So I contacted Red Clay Review and they are reviewing my prose and I have to wait until the deadline to see who won or if I am up for the drawing. They told me normally the winners are asked to give a brief bio of themselves, and it got me to thinking, as a creator how have I grown and how would I describe myself in 1-3 sentences?
I am stumped but I think this is a good excerise for a lot of us that enjoy creating and telling a story.
I would love to take the burden of not having to talk about myself off of my hands and ask those that view my work, "What do you see when you see me?"
Using the little view points that are given to devise a draft for this review. I am not vain enough to believe I am anymore than what I show people and though I talk about myself: A lot: it seems on these few posts. I talk a lot about how I view the world and see things; but I enjoy the fact that as a creator I don't have to talk about me and just what I see.
Now I am asked to talk about mysefl and it can't be long winded. Even when I wrote Black Amethyst the only thing that could be said to show of me, was the idea that no writer or creator can leave a project without involving himself a little. The truth is no real artist can speak on anything he or she has not been involved in personally or there is no authenticty and it is pure fantasy/conjecture. Running the risk of angering your audience and having them deem you a creator of little experience or worth. Sometimes we run into the idea that even fantasy has a level of truth, relative to the creator, and this only occures because of the idea that no creator can walk away from a project without revealing something of themselves from it.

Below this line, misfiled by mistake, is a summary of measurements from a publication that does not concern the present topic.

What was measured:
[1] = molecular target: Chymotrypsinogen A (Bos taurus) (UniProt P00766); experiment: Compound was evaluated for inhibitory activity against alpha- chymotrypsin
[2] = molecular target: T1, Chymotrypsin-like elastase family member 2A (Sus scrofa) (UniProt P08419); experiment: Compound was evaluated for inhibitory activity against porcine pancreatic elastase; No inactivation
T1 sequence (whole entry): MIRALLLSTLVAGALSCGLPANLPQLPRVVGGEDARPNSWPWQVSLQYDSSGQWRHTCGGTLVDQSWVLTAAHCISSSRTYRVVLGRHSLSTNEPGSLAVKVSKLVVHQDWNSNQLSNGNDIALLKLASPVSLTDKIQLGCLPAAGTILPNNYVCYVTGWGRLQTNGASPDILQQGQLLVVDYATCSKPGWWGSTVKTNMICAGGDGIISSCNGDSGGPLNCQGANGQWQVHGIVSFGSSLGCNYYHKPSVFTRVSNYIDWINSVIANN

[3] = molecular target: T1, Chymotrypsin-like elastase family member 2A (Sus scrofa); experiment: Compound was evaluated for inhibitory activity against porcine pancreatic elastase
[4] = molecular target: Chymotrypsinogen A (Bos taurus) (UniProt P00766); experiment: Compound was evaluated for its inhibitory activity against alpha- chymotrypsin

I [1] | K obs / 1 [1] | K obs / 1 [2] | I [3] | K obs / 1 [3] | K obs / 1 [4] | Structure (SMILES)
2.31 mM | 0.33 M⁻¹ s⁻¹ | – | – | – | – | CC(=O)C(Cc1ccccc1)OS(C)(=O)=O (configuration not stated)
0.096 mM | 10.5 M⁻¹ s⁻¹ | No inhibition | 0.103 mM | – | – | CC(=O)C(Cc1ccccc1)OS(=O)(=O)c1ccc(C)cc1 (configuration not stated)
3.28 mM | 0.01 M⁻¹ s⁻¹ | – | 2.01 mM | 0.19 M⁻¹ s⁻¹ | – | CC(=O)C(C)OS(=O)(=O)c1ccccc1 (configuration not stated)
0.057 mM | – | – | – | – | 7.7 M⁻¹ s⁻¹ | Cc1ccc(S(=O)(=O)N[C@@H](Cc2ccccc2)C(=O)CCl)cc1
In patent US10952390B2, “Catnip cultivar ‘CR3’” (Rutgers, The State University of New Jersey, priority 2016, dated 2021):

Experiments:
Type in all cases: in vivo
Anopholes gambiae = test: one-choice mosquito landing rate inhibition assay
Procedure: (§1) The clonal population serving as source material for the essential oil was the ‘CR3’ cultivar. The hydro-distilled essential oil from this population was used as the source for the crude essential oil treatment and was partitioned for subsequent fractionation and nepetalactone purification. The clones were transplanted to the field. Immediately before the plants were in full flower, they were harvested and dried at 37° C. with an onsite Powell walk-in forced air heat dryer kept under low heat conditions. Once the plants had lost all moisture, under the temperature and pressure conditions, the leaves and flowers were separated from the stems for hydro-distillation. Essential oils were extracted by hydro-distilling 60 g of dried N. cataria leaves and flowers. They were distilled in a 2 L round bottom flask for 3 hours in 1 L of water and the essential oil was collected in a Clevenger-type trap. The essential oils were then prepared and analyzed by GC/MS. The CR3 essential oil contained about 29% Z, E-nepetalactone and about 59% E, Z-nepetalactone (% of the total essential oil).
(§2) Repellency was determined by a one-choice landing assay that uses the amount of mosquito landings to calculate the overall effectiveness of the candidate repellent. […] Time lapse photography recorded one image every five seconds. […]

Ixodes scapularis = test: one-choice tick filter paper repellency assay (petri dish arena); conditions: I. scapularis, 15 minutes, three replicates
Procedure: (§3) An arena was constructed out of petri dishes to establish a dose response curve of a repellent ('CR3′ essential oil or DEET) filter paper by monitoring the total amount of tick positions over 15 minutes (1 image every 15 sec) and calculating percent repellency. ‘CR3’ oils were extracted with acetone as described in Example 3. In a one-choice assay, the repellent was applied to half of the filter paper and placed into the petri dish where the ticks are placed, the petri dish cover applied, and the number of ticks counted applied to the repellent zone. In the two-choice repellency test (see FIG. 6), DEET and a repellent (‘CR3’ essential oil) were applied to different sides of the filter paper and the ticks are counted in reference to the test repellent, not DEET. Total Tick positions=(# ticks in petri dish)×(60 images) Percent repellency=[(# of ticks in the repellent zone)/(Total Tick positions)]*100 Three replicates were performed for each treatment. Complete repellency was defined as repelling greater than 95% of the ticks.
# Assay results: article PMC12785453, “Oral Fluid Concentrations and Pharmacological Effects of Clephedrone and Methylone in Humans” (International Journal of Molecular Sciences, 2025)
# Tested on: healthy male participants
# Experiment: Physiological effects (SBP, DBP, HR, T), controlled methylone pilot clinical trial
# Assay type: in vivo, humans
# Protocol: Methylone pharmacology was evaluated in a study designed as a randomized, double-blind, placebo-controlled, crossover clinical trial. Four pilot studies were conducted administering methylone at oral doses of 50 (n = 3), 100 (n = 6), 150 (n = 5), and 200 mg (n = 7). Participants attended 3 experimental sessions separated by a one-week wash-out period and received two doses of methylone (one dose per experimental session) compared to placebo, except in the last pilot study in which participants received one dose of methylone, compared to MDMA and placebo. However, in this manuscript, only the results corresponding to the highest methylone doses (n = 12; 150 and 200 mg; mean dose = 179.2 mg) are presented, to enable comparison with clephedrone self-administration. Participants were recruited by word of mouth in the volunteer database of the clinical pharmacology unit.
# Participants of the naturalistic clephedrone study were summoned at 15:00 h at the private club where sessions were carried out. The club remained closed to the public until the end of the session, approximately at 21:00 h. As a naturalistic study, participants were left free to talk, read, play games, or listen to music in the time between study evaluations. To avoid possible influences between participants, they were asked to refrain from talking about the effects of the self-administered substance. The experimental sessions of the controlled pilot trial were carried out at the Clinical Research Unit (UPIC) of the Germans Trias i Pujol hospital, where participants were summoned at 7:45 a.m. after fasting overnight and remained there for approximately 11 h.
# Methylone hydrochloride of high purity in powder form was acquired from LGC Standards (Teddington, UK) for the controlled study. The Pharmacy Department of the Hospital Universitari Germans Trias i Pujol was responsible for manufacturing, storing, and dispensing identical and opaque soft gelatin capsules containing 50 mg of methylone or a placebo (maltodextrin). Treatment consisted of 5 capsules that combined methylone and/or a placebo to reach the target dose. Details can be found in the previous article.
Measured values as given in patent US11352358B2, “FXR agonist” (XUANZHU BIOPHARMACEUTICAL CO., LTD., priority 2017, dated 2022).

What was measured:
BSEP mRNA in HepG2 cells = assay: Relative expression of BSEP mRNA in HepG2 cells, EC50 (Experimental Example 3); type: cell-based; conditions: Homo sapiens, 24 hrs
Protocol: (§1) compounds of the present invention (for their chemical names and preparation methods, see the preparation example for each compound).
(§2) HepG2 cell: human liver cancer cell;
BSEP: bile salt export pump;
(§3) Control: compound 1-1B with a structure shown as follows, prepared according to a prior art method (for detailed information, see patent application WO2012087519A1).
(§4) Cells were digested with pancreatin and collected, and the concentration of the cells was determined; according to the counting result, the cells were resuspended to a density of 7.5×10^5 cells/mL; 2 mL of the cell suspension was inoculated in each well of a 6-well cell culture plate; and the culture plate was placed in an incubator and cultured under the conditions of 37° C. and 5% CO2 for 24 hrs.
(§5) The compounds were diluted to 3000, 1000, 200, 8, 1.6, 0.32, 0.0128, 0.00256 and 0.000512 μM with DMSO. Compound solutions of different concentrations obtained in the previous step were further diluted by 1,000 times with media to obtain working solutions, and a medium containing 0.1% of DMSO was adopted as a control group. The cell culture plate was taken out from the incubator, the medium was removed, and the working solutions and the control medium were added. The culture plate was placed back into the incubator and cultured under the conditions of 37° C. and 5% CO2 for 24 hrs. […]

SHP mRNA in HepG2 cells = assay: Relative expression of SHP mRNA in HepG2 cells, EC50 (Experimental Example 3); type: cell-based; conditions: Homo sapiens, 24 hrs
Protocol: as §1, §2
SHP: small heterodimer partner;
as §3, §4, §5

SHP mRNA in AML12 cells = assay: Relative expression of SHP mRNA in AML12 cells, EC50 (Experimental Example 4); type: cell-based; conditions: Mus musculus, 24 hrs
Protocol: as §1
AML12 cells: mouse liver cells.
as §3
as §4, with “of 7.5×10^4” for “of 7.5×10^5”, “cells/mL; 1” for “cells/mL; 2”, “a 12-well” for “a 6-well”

This very issue is why those from my past or present or future can hear me speak. I can use another name entierly, change setting and location, but if I am delivering a story, someone who is close to me, will realize I might have used experiances involving them. To save them and myself from any unnesscary embarresment, I try to talk solely of myself or in generic terms.
All this talk about ego and identity simply raises the question, "What do you see when you see me?"